Bad moments do not make you a bad mom.

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Dear Me,

You are enough. I know you don’t believe me, so let’s examine the evidence.

You choose to be brave

You were never taught resilience or emotional regulation. The example you were set by your parents was to give up if things got difficult and to blame others for your problems. You regularly get impulses to do this. Yet you chose to be brave.

You put yourself in scary situations so you can make your little girl proud. You don’t give up when things get difficult, so she can see success comes from experiencing failure. Even on your bad days, you force yourself to…

Even if you mean no harm, this question can be deeply hurtful.

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“When are you going to have another one?”

It’s very socially acceptable to ask this question. Expected even. In fact, I used to ask people this before I became a mother. I know from experience this question is perfectly innocent and asked out of curiosity. But the question itself isn’t what makes me uncomfortable. It’s the follow-up statements when I say I’m not sure I want another child.

“She needs a sibling.”

“Don’t you think it’s time for another one? Maybe this time you will have a boy.”

“You don’t want them to have too much of an age gap.”

Their relationship is toxic and we should not aspire to be like them.

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Eighty-two million households watched Bridgerton in its first twenty-eight days on Netflix. I was one of them. I binged the series in two days, unable to switch it off. The diverse cast, the beautiful costumes, and the steamy romance are what attracted me to the series. The UK is currently in lockdown, and now more than ever people need an escape from the monotony of their lives. Bridgerton provided that escape for many, and whilst I enjoyed it, I left the series feeling uncomfortable.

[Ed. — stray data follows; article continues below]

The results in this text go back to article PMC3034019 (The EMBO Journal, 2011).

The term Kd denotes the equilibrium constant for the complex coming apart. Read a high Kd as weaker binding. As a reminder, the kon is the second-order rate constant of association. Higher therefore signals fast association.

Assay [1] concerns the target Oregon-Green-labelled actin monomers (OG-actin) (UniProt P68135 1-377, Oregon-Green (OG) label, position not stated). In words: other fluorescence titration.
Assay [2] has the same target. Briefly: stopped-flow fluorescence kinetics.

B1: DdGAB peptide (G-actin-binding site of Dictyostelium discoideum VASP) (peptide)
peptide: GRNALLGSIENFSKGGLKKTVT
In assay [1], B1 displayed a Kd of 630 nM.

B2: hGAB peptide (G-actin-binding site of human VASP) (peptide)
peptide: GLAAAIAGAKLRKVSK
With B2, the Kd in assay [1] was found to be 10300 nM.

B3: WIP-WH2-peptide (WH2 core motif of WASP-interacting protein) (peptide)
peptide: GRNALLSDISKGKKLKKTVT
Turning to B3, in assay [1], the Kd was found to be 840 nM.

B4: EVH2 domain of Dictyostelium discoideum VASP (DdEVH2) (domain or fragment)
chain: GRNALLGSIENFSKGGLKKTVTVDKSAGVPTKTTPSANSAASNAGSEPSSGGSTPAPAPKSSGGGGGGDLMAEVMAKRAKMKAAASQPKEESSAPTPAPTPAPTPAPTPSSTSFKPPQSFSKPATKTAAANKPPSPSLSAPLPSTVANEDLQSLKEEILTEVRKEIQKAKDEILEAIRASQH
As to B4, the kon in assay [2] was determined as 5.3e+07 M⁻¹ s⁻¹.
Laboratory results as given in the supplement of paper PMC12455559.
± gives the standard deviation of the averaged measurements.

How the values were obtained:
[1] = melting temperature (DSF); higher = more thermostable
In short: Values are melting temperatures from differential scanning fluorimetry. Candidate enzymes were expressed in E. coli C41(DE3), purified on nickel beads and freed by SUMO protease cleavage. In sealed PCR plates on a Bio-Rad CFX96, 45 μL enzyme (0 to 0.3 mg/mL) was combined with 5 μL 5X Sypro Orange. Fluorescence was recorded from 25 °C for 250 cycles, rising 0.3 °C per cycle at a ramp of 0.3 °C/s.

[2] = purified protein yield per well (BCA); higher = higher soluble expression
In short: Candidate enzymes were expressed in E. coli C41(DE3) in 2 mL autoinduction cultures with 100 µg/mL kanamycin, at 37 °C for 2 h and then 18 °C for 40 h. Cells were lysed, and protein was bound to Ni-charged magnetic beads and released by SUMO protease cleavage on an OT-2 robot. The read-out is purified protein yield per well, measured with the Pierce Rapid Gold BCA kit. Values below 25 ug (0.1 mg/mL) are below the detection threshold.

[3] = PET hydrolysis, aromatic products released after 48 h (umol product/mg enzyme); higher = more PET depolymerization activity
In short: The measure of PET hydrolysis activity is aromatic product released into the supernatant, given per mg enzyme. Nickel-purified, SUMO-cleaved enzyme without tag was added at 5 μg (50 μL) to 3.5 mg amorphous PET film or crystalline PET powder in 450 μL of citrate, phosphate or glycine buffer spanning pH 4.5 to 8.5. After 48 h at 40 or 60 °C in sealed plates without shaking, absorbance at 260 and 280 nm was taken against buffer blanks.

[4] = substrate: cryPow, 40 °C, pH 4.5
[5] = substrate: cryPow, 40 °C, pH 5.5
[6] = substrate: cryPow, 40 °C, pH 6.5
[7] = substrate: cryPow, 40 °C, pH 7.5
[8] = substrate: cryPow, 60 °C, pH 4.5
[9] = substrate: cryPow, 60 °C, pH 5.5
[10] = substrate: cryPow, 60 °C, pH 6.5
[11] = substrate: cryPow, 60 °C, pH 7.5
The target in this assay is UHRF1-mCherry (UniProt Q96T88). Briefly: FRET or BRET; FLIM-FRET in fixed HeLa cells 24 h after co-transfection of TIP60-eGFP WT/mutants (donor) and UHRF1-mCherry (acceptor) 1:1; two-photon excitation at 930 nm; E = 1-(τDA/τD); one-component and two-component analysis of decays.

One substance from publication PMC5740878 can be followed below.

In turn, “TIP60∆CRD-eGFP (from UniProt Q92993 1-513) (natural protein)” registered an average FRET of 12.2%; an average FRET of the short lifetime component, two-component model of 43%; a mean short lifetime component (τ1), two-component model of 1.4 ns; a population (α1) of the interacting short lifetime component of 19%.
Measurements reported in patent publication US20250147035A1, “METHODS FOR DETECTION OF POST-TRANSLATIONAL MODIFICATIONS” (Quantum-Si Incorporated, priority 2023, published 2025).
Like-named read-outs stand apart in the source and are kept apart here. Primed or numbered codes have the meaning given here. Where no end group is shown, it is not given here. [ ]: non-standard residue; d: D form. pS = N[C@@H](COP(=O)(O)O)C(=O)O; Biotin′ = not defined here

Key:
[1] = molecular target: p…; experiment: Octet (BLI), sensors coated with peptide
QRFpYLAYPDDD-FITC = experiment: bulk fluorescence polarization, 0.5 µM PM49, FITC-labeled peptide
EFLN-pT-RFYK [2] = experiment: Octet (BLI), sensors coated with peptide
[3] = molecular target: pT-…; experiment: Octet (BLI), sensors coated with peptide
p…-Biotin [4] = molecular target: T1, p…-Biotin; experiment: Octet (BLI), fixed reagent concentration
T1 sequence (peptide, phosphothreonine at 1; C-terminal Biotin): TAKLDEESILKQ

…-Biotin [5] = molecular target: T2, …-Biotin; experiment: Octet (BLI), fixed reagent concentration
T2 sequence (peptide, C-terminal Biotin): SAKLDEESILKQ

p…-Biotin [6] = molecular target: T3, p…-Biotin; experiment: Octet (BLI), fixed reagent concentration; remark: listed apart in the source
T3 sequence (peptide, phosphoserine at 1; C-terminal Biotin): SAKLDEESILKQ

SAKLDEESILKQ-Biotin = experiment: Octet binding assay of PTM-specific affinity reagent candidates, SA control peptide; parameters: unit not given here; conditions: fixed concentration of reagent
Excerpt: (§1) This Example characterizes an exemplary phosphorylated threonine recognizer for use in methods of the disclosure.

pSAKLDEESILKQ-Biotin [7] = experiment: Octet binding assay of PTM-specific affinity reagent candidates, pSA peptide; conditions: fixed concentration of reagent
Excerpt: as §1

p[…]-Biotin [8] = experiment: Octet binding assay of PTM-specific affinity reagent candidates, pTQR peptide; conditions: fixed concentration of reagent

The romance between Daphne and Simon is captivating, even addictive. It’s nice to see two people…

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February is the month of Valentine’s Day. But are you showing love to yourself?

Parents struggle to be kind to themselves. And it’s no wonder, with statistics showing that 90% of moms and 80% of dads feel judged for their parenting.

If this sounds like you, then you may want to enter our February writing prompt which challenges you to write a love letter to your parenting self. You can find out more here.

The Winner of January’s Writing Prompt

Last month we challenged you to write about what changes you planned on bringing to 2021 in terms of your parenting.

The winning entry is Challenging Life Lessons 2020 Taught Me About Being A Mother by Keri Anne Johnson.


Write a love letter to your parenting self.

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Parents struggle to be kind to themselves. And it’s no wonder, with statistics showing that 90% of moms and 80% of dads feel judged for their parenting.

This month’s prompt challenges you to write a love letter to your parenting self. It’s time to focus on what you are doing, rather than what you’re not doing. Give yourself some credit for raising kids during a pandemic. Or maybe your children are grown up and you would like to write a love letter to your past parenting self at a time when you were struggling. …